While in the queue for Mission: Space, guests must choose what version of the attraction that they wish to experience. A cast member asks if they would like to be on the Green Team (the milder version of the attraction where guests fly around the planet) or the Orange Team (the more intense version where they fly to Mars). After choosing their version of the ride, guests get a colored card and enter the color-coded "Ready Rooms".

The Ride

Orange Team

If guests chose the Orange Team, they watch a short instructional video and they are given their role for the mission. In total there are four assignments that guests can be assigned:

  • The Commander- Responsible for first stage separation and activating the manual control for landing.
  • The Pilot- Responsible for triggers the second stage rocket and deploying the shields.
  • The Navigator- Responsible for firing the thrusters for lunar orbit insertion and for the decent onto the surface of Mars.
  • The Engineer- Responsible for activating hyper-sleep and extending the wings for landing.

After getting their roles, guests are buckled into their seats aboard the X-2 Rocket, which is almost ready for lift-off.

The Advance Training Lab postshow. Photo by Josh Hallett

Mission: Space begins with a launch countdown, which includes various tension-building special effects. Just before the countdown ends, the seats tilt back into launch position. As the space shuttle takes off, guests feel like they are quickly picking up speed, and because the attraction gives off a G force of 2.5g, guests feel 2.5x heavier than they actually are (This sensation only happens on the Orange Team version of the attraction). After escaping the Earth's gravitational pull and making their way into space, guests feel weightless. As the space ship travels towards Mars, each guest must execute their duty. To do this, each crew member must press the button in front of them when Mission Control tells them to do so. If a guest fails to accomplish their task, the auto-pilot will take over and do it. Although there are many buttons and switches in front of each guests, they are there only to add realism, and do not do anything.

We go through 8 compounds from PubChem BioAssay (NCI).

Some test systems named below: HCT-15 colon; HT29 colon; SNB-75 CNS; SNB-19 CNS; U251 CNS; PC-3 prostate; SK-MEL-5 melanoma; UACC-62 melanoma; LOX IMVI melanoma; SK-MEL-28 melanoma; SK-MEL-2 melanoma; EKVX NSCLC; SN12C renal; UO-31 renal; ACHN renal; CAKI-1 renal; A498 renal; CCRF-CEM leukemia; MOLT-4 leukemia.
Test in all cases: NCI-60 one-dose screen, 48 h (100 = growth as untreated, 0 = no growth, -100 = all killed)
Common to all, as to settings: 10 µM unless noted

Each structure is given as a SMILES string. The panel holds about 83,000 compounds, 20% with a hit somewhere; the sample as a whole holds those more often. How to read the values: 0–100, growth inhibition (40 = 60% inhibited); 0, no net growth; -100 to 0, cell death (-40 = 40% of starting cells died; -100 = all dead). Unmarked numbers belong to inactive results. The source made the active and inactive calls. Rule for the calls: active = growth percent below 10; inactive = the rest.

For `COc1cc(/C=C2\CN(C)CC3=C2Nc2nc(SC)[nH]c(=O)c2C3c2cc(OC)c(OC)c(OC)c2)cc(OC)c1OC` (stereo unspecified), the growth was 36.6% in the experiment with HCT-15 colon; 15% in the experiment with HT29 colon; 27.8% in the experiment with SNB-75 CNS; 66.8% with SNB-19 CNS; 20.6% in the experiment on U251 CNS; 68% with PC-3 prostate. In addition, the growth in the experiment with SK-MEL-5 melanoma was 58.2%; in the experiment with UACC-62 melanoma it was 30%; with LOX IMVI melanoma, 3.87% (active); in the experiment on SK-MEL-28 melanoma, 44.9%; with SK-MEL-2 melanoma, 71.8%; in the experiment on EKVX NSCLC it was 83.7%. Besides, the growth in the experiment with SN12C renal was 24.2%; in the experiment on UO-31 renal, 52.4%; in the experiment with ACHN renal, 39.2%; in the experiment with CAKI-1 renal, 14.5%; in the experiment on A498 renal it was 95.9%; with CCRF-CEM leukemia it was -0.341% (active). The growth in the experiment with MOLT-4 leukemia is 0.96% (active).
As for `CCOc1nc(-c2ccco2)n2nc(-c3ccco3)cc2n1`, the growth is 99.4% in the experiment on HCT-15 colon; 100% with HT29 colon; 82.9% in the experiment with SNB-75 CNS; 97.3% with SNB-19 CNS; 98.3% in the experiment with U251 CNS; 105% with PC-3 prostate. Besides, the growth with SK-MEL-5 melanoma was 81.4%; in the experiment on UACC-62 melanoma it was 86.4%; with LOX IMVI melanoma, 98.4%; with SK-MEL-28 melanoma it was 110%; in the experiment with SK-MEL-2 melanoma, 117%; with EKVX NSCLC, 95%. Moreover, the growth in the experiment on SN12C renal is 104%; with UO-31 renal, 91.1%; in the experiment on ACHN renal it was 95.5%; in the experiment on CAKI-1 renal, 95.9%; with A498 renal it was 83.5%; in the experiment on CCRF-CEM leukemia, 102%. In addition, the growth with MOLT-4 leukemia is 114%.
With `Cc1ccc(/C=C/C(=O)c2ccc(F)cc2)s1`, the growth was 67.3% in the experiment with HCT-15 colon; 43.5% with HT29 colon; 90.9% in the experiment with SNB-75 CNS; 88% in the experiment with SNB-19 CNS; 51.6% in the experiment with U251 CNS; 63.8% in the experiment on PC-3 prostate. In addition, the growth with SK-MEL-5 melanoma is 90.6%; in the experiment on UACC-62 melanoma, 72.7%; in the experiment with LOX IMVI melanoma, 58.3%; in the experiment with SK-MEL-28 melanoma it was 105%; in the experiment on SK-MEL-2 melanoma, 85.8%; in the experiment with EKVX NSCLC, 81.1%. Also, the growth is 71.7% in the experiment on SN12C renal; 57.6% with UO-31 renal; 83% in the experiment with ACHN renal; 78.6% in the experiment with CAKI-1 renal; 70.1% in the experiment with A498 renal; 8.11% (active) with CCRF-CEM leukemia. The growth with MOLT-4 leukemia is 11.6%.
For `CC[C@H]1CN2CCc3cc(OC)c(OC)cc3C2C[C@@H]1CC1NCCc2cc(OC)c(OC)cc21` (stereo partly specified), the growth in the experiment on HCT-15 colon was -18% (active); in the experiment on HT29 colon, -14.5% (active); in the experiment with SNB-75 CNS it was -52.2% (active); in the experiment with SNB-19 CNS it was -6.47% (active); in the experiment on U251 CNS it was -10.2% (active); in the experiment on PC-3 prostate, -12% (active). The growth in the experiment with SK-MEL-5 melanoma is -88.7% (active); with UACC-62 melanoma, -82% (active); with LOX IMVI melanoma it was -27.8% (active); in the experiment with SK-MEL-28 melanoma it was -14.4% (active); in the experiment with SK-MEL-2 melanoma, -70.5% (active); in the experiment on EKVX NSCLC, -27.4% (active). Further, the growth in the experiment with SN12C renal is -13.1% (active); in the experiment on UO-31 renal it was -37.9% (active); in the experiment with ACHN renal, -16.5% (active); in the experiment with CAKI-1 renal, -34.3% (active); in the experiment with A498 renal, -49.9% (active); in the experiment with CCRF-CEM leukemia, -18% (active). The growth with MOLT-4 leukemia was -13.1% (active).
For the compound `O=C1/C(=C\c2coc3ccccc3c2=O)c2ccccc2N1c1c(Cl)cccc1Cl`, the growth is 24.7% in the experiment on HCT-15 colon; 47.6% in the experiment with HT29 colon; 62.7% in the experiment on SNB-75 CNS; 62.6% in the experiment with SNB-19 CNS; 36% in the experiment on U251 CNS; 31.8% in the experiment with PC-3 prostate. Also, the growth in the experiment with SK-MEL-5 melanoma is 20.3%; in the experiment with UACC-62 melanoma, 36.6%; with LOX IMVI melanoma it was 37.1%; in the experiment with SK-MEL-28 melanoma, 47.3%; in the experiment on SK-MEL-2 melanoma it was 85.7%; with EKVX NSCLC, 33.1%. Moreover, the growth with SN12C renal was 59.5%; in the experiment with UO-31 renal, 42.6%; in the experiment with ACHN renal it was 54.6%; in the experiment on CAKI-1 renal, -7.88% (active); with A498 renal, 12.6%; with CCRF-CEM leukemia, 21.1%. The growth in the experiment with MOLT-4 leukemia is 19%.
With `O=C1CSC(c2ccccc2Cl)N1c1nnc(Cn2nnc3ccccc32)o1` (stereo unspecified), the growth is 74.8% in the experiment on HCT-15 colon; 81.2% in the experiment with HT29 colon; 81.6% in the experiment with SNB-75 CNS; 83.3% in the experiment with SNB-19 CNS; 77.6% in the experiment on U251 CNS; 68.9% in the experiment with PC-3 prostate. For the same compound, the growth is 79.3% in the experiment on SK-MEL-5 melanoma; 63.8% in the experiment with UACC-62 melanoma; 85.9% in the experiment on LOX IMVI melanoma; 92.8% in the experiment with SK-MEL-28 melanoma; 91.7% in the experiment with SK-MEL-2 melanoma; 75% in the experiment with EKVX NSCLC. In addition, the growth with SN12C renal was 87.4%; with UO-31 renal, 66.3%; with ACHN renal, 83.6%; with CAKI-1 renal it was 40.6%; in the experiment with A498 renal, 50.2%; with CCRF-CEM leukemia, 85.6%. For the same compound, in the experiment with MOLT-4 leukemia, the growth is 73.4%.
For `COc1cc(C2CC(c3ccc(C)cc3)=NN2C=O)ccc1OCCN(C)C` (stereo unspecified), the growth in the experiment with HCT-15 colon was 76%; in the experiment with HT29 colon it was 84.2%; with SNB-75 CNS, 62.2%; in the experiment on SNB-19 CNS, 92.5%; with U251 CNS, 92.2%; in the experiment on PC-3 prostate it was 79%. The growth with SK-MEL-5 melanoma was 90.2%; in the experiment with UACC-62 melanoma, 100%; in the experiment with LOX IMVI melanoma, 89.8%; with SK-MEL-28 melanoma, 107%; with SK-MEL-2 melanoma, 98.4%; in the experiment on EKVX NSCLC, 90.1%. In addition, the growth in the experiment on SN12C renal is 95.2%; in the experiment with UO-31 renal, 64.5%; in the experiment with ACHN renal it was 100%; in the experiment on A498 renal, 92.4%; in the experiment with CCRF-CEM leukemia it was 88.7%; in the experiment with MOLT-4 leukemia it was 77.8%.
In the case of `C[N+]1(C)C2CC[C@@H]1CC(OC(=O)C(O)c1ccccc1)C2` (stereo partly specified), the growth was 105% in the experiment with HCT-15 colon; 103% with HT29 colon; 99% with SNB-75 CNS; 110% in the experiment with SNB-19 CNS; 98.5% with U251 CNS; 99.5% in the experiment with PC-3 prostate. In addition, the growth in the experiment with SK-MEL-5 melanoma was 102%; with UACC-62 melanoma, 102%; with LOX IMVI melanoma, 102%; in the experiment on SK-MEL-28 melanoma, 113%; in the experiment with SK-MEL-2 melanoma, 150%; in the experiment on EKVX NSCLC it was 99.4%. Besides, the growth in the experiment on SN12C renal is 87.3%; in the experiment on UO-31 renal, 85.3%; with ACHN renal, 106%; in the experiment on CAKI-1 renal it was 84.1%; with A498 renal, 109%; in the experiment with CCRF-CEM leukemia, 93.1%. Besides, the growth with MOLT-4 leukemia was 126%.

The trip to Mars includes a slingshot around the moon, a simulated hyper-sleep (to make the time it would take to get to Mars seem more realistic), and a landing on Mars itself. Along the way, the ship may experience various difficulties, depending on how well guests execute their responsibilities. After landing on Mars, guests disembark and exit the attraction.